Carried by soldiers, no score-keepers at 1960 Paralympics
The first Paralympic Games in Rome in 1960 was a disorganised and undignified affair, symptomatic of attitudes in the 1950s and 60s. Soldiers carried competitors to and from the athletes' village, and score-keeping was haphazard.
When archer Margaret Maughan won Britain's first-ever gold medal in the Paralympics, there was no crowd, no podium and almost no Maughan.
She had to be dragged off the coach going back to the rudimentary Olympic village to be presented with her prize. As no-one was keeping the score in the archery competition, she had no idea she'd won, let alone the fact there was a ceremony.
The incident was typical of the first Paralympics which took place in Rome in 1960, which, as Maughan acknowledges, had something of a sports day feel about it.
Margaret Maughan's route to gold
- Pictured left on her return from Rome with Dick Thompson and Barbara Anderson
- Born 1928
- Paralysed from waist down after road accident in Malawi in 1959
- Treated at Stoke Mandeville Hospital, run by Professor Sir Ludwig Guttmann, who organised precursor to Paralympics - 1948 Stoke Mandeville Games
- Won Britain's first Paralympic gold medal at inaugural Paralympic Games in Rome 1960 in archery
- Competed at further four Paralympic Games
Maughan's other event was a swimming race, in which she was the only competitor.
It is hard to imagine this when you see more recent glitzy events, with their hours of TV coverage, their sports equipment costing thousands of pounds, and complete with the darker side of big-time competitive sport, drug-testing and classification disputes.
Paralympic villages these days are fully wheelchair accessible, each athlete has an assistant to help with any special needs, and they can get advice about anything from diet to the very latest equipment.
In Maughan's first games, the accommodation was borrowed from the Italian army and was on stilts - so competitors had to be carried in and out by soldiers.
Undignified it might have been, but Maughan didn't seem to mind. Indeed, she rather coyly admits that some of the soldiers were "quite dishy".
In any case, they'd been prepared for such indignities when they were all loaded onto their flights out to Rome from a forklift truck.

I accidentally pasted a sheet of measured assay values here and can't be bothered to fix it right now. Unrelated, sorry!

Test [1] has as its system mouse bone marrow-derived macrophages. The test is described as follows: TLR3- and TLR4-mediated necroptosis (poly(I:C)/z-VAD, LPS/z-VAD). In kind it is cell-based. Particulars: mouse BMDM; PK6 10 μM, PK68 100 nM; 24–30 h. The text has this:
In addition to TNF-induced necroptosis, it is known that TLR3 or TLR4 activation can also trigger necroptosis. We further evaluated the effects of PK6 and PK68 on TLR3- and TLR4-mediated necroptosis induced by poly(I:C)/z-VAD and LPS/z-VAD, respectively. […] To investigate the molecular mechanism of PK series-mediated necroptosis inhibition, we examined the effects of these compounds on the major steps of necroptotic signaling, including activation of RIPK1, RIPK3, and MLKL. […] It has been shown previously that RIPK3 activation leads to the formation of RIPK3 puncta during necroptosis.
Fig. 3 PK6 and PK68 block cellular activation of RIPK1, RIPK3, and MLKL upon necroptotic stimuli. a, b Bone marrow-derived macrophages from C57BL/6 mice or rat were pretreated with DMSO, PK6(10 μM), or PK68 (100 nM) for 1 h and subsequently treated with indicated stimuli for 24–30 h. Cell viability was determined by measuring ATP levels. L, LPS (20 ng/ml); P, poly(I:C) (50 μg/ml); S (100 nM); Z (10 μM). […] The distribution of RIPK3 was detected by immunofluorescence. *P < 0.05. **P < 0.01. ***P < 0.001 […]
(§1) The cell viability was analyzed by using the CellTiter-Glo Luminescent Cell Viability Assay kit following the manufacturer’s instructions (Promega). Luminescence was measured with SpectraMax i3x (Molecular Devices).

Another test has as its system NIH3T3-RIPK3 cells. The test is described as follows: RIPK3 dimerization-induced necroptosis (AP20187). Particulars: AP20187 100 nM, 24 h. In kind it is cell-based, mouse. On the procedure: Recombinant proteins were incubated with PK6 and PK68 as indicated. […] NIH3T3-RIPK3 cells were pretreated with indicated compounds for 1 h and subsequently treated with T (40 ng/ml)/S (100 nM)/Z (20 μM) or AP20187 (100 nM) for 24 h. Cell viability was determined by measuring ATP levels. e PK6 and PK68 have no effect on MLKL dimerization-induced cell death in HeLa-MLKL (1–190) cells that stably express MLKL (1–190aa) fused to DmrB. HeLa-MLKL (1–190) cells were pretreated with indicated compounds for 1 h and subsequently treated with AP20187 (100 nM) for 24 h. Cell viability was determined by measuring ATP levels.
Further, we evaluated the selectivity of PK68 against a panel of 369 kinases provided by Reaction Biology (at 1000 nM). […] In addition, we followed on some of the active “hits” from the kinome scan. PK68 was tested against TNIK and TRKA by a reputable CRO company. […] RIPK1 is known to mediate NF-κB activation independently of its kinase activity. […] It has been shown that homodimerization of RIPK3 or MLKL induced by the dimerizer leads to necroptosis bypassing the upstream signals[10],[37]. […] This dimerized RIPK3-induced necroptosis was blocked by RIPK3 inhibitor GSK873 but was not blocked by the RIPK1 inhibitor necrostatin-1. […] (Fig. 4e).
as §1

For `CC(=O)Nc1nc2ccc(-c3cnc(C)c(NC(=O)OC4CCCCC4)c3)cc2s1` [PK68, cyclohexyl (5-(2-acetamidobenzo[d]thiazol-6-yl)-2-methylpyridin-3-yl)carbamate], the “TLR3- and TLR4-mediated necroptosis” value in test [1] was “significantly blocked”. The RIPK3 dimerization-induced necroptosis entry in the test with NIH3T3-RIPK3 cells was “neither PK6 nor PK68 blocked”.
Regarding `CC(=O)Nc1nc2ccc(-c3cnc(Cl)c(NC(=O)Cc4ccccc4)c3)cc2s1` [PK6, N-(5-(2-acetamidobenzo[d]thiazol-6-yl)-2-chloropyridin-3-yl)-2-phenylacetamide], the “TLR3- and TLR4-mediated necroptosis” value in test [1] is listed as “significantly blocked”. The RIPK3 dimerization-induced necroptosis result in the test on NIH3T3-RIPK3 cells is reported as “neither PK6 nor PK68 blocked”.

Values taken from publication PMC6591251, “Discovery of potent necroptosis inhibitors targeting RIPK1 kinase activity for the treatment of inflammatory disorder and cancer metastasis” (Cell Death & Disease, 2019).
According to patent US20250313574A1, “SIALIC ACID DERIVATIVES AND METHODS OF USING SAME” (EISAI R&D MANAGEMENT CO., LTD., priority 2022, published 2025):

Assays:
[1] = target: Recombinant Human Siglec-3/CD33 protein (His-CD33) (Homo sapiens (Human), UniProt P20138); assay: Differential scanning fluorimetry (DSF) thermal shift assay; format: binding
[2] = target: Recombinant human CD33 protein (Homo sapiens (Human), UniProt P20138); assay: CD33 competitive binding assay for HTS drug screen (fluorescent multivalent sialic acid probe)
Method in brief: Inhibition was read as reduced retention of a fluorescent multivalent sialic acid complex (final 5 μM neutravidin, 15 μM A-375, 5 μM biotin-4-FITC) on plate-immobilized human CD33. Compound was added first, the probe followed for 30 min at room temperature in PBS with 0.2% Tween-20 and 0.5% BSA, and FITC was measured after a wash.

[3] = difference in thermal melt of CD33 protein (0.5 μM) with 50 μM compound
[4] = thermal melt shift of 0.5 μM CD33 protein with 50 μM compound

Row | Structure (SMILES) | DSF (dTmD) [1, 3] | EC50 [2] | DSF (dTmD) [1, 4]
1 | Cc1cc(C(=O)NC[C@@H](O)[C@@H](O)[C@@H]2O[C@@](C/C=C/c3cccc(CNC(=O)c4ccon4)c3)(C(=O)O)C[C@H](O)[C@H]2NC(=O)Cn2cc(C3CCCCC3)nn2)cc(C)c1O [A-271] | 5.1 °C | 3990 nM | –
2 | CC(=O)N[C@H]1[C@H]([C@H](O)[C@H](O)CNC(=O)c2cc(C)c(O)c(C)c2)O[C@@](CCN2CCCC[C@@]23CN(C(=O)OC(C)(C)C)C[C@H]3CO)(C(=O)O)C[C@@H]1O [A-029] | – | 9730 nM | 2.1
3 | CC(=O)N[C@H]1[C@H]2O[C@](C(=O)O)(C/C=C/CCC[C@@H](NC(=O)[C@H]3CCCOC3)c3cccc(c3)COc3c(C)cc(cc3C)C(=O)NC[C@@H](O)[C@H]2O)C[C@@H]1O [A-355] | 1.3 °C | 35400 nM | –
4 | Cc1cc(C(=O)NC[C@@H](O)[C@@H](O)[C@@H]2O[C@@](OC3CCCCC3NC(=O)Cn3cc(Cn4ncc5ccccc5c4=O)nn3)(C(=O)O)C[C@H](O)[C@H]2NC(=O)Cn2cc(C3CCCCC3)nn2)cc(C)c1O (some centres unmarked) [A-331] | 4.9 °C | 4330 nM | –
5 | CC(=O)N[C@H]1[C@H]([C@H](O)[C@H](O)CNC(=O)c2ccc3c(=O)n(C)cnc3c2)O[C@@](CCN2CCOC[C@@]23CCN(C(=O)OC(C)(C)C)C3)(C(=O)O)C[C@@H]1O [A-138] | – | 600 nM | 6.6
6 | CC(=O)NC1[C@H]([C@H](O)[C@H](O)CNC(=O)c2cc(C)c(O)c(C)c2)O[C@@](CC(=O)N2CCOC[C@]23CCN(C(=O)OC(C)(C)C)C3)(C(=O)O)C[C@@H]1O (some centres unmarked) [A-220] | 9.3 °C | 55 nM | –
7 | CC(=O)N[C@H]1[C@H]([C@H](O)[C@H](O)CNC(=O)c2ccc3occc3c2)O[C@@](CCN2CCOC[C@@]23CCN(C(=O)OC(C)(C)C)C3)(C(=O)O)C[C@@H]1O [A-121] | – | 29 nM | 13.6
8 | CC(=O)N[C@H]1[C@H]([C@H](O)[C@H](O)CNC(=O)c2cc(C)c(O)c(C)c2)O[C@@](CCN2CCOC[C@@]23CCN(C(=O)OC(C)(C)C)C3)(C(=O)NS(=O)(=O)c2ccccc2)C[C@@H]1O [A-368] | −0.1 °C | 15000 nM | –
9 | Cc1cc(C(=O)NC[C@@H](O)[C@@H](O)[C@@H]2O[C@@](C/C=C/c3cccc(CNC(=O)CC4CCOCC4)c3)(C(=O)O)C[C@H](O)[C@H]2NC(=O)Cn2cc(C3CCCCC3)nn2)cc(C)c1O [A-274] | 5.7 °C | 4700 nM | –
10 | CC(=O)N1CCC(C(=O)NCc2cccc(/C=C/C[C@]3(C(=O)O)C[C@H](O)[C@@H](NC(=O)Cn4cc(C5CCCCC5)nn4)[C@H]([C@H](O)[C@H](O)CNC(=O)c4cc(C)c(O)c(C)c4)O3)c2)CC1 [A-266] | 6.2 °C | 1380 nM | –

"People just took it for granted in those days," Maughan says. "We were just glad to be going."
It was a sign of the times and Maughan, now in her 80s, tells her story with the laconic acceptance of her generation. It had been typical of her treatment since a road accident in Malawi in 1959 left her paralysed and in a wheelchair.
Find out more
Margaret Maughan speaks to Peter White on No Triumph, No Tragedy on BBC Radio 4, Sunday 26 August at 13:30 BST
After being flown home, she was taken to Stoke Mandeville Hospital, then more or less just a row of huts, but offering what was at the time the most sophisticated treatment around for those with spinal injuries.
It was run by Ludwig Guttmann, one of the leading experts in the field, whom Maughan greatly admired, even though he conducted the place a bit like an army camp.
Maughan once had the temerity to tell Guttmann that she was bored. Far from getting the sympathy someone so recently paralysed might have expected, she was told to pull herself together - there were still plenty of interesting things to do in life, he told her.
Discipline was tough, trips to the local pub which got out of hand were greeted with a firm dressing-down by the doctor, and accompanied with threats that you might have to leave the hospital.
Paralympics coverage online
It was Guttmann who decreed that sport was therapy, and turned what began as sports days into the start of an international phenomenon - the Paralympics.
A few hundred competitors went to the first Games. Now it's about 4,000. Then, hardly anyone noticed the athletes go. Now, there is hour upon hour of television coverage.
Then, competitors begged time off work, if they were lucky enough to have a job. Now athletes such as South African sprinter Oscar Pistorius and Britain's former wheelchair racer Tanni Grey-Thompson are household names.
But Maughan's story shows how the rudimentary 1960 event was symptomatic of attitudes back in the 1950s and 1960s.
On her return from Rome, she and her wheelchair had to travel in the guard's van on the train back to her home town in Preston.
Although she was a qualified teacher, it was assumed that she would be unable to control a class and instead she was offered a job stamping cards in an office.
There was no financial support. No anti-discrimination legislation. But Maughan wonders whether present generations had the same get-up-and-go as she and her friends had.
While she is delighted that the modern Paralympics is now a major international festival, she wonders whether some of the camaraderie has been lost along the way.
She intends to go to the Games to enjoy a bonanza of sport which could not have been imagined 50 years ago - and where Team GB will be fully expecting to equal, and perhaps succeed, the medal haul of their Olympic compatriots.
Peter White interviews Margaret Maughan on No Triumph, No Tragedy on BBC Radio 4 on Sunday 26 August at 13:30 BST, or listen via the Radio 4 website